What do software companies look for in an acquisition?
Sooraj Shah asks whether there are any key themes or trends that software companies are looking for in acquisitions – if they’re looking at all.
When Sage lodged a £654m ($850m) bid to acquire the US enterprise accounting cloud developer Intacct, there were many raised eyebrows.
However, it fell in line with CEO Stephen Kelly’s mission to make Sage a “leaner, more global organisation” and it followed an acquisition trail within the financial year of HR developer Fairsail (now Sage People) and analytics company Compass.
Kelly told AccountingWEB that Intacct’s proposition complemented Sage’s offerings.
“Intacct had very successfully positioned itself as a cloud business, and it was this offer that attracted Sage as a business, having driven CAGR of 35% since 2014,” he said.
“The combination of Sage and Intacct’s existing product portfolio, brand, resources and partners, will put Sage in prime position to establish itself as the leading provider of cloud financial management solutions in North America in select segments,” he added.
The challenge for Sage is to manage and promote an overlapping product suite – but the question is, is Sage after cloud-based offerings and North American clientele with its next acquisition, and are other accounting software providers looking at the same types of companies to buy?
Kelly suggested that this is exactly what Sage would be looking for in the coming months and years. He pointed to customers moving to the cloud and away from “traditional monolithic ERP suites”, and said that culture, people, technology and IP will all be analysed to determine how a potential acquisition would benefit customers and their user experience.
Of the current technology trends, he says that AI, automation, cloud computing and software-as-a-service (SaaS) were all “increasingly important to optimising business and enterprise performances” and were therefore being “constantly observed”, adding that investments would be made when appropriate.
But it isn’t only the big accounting software companies that are on the acquisition trail.
inniAccounts, an online accountancy for contractors and consultants, is also on the lookout for acquisitions – as well as being approached about being acquired.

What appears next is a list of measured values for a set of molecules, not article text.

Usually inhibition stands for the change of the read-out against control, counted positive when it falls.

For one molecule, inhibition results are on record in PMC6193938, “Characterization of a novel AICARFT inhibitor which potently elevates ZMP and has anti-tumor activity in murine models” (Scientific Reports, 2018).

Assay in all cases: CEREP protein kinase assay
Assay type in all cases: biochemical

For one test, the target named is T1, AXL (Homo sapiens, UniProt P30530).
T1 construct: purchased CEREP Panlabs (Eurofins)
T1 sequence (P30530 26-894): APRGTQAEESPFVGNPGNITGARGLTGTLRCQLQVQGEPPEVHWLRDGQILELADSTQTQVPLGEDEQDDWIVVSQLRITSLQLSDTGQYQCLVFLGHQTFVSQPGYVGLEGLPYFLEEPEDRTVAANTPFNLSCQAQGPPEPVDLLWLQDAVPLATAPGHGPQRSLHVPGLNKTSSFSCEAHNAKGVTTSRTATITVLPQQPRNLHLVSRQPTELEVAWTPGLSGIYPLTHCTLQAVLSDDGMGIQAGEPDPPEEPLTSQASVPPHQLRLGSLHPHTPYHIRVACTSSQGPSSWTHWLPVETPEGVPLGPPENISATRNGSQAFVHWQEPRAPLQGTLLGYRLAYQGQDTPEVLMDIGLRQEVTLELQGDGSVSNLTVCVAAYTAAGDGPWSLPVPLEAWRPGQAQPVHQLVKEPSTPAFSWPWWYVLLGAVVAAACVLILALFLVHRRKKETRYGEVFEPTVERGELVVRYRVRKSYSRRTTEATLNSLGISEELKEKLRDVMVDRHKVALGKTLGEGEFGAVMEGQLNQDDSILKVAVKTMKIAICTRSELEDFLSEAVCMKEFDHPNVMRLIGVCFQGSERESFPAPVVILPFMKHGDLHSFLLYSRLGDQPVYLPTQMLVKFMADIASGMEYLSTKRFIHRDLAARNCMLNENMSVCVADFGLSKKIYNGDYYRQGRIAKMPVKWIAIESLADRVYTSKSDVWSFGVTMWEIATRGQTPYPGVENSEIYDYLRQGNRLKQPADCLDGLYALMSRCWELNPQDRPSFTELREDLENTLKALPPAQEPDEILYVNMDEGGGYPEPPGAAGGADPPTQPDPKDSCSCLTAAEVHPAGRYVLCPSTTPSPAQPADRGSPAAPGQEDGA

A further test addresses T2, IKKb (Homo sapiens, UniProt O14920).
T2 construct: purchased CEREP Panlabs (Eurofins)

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James Poyser, the company’s CEO, suggests that it has been an acquisition target because of its use of technology to deliver efficiency, consistency and accuracy, and to deliver a better customer experience.
When it comes to acquiring companies, Poyser is looking beyond specific accounting software providers.
“We’d look laterally and outside of the industry – because it’s cross-pollination that leads to innovation. In particular, the accountancy profession is far behind others in embracing the power of big data, AI and automation. If these concepts can be harnessed to create driverless cars, then producing accounts, returns and insightful management information should be easy and this is where we’re focusing our efforts,” he said.
And acquisitions are not the only way to be able to reap the rewards of another company’s offerings. Edward Berks, director of financial web and ecosystem at Xero, explained that his company’s growth has been “almost exclusively organic”.
“We find it more worthwhile to create collaborative partnerships with innovators in applications and services for SMEs and accounting, with a view to driving mutual growth,” he said.
Berks gave the examples of Xero’s integration with cash flow prediction and optimisation company Fluidly and partnerships with cloud payments platform Stripe and expense management automation provider Curve.
“We wouldn’t be able to celebrate our own accomplishments if it wasn’t for these collaborations. This is why we typically partner rather than acquire. Each and every partnership demonstrates just how effective cloud technology is in finding better ways to serve SME clients,” he stated.
And it is not unusual for many of these partnerships to turn into acquisitions as time goes on. Take Zuora, the subscription billing company that acquired its partner Leeyo Software, an automation revenue recognition company.
Leeyo had made the transition to the new ASC 606 accounting rules which go into effect next year in the US, and this was one of the main reasons Zuora decided to bid to purchase the company.
“Every company, regardless of revenue mix, product or service offerings will be impacted by these new accounting standards. We’ve partnered with Leeyo for over three years, and now we have joined forces to help our customers alleviate the burden of dealing with these new standards,” Tien Tzuo, CEO and co-founder of Zuora told AccountingWEB.
Companies with cloud computing seem to be a common trend among accounting software providers but there are other areas that they’re looking for too such as compliance with new rules, complementary products, and technology trends such as AI and big data. We may just be about to enter a period of increasing M&A activity within the area, as each company aims to get a competitive edge.
Sooraj is a freelance technology journalist covering all things IT.